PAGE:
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  • Writer's pictureElizabeth Leon

The Invisible Boy

For those of us who have lost children, there is a constant tension between the reality of our life without our child and the "what might have been" we can never stop imagining.

I took John Paul Raphael to the zoo yesterday.

You might have missed seeing him if you didn’t look very closely. It might have looked like there were just three of us together on that perfect June day, my best friend Heather, her 5-year-old son Nathan, and I. It was a busy morning getting Clare to school and myself out the door, busy in the commuter traffic driving to meet Heather in Vienna, busy chatting with her and Nathan as we drove into the city and made our way to the zoo. Busy applying sunscreen and racing to the bathroom. Only as we began a slow walk up the curved path to the Big Cats did I feel the sudden absence of one tiny boy.

John Paul Raphael should be here, I thought. Heather and I had children on a different timetable, but we always joked I would have one more baby with her when she was ready to start her family. My pregnancy, although 4 years after hers, still gave us a chance to have young ones at the same time. Or it could have.

trisomy 18, grief, child loss
Elephant Selfie

This could have been a sunny outing of two best friends and their two beautiful boys. Grief slipped silently over me as I made my way through the zoo with Heather and Nathan, feeling John Paul’s presence and absence at the same time. I felt joy and peace and sorrow. I felt him with me in the emptiness of my arms. He was there in the ache of my chest as I watched the mama orangutan nursing her wiggly baby, my broken-heart jealous that she still had that privilege. He was there in my delight as I laughed aloud at the armadillo nuzzling a brown-bag as it tried to slurp up the live crickets hidden inside. I felt his small hand in mine when he wanted to be free from the constraints of his stroller to run through the zoo. I wiped ice cream from his shirt and sticky fingers as it melted from the cone. I freely engaged in this “magical thinking” as coined by Joan Didion – this alternate reality in my mind that paralleled the actual world – where John Paul Raphael lived freely and somehow became part of my experience.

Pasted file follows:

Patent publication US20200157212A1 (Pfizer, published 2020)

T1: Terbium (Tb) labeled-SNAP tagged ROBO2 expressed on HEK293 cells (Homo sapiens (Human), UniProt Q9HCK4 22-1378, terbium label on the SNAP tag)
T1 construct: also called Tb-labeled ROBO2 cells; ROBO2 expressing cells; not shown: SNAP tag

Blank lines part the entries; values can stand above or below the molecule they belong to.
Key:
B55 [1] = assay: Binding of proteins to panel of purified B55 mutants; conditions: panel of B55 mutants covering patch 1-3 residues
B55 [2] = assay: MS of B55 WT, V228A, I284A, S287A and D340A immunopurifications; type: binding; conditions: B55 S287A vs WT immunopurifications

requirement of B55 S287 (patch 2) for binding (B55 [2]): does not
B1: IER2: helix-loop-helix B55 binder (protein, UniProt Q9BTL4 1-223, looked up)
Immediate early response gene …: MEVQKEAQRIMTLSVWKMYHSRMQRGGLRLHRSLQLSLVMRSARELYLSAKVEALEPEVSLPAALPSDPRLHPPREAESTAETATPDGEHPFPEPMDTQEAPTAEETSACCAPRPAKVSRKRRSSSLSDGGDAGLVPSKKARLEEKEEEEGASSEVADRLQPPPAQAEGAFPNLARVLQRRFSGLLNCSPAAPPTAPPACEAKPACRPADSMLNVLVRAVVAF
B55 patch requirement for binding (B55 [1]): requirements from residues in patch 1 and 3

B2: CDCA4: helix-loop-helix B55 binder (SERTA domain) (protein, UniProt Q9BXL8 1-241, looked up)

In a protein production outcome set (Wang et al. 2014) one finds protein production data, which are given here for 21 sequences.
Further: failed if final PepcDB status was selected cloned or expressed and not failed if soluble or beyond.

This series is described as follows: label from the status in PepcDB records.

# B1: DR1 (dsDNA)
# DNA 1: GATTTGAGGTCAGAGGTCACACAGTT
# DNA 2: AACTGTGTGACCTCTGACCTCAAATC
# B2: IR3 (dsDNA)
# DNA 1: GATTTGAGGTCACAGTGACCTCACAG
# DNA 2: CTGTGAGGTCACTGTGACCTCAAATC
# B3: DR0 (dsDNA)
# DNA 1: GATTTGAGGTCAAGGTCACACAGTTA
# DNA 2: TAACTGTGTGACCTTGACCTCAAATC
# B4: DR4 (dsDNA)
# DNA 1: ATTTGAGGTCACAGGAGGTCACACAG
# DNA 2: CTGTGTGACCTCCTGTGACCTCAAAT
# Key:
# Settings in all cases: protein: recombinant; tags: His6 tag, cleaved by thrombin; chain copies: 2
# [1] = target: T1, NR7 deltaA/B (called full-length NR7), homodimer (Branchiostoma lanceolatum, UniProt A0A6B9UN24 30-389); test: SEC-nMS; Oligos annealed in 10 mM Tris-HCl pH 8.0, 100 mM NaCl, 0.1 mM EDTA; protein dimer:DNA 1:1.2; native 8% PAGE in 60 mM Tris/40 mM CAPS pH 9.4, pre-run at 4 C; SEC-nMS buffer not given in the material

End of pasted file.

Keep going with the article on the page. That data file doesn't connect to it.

This is tricky business and I have to be careful when I choose to enter in. Magical thinking doesn’t work when I am enjoying a 4-day ski vacation in Park City, Utah or spending a lazy Saturday getting tipsy with Ralph and some friends at a winery. In fact, in those cases, magical thinking engenders guilt and grief instead. What am I doing enjoying these activities? I would NEVER be able to experience this if John Paul Raphael were still alive!!!!! There is a tender tragedy to the freedom I have because my baby died and my youngest living child is eleven and not one. It makes no sense to feel guilty for still living and trying to learn to enjoy my life as God has allowed it to enfold, but it is still messy in my heart.

Five babies in ten years

And then there is the reality of the exhausting, draining years of raising a baby and a toddler, years that took every ounce of sacrifice and generosity and self-giving that I could muster the first 5 times through. I remember having all those young kids and thinking I would never find my way back to being my own person or having any time to myself. At the zoo yesterday, I looked at all those parents of babies and young children, even my friend Heather who is also 47, and especially those parents whose children have special needs, and I thought: How could I possibly do that again? Why did Ralph and I ever think we had the energy or the strength or the grace to start over???

trisomy 18, grief, child loss
Heather and Nathan

The shameful subtext to that is this whispered thought: Do I really wish John Paul were still here? When I am managing to enjoy the perks of having children who don’t demand so much of my time, am I secretly relieved to not be carrying the burden of another child to raise?

No. No. NO. NOOOOOOOOO. I will silence those doubts with the truth I know in my heart. I want what the Lord wants for my life. I prayed for His will through every minute of my pregnancy and longed for my child to be saved. If He had allowed John Paul Raphael to live, whether mentally and physically disabled or not, I trust he would have given me the “grace of state” I needed to accomplish His will with strength and hope and joy and that would have been my perfect path. Instead, this is my perfect path and He is giving me the grace to live this life.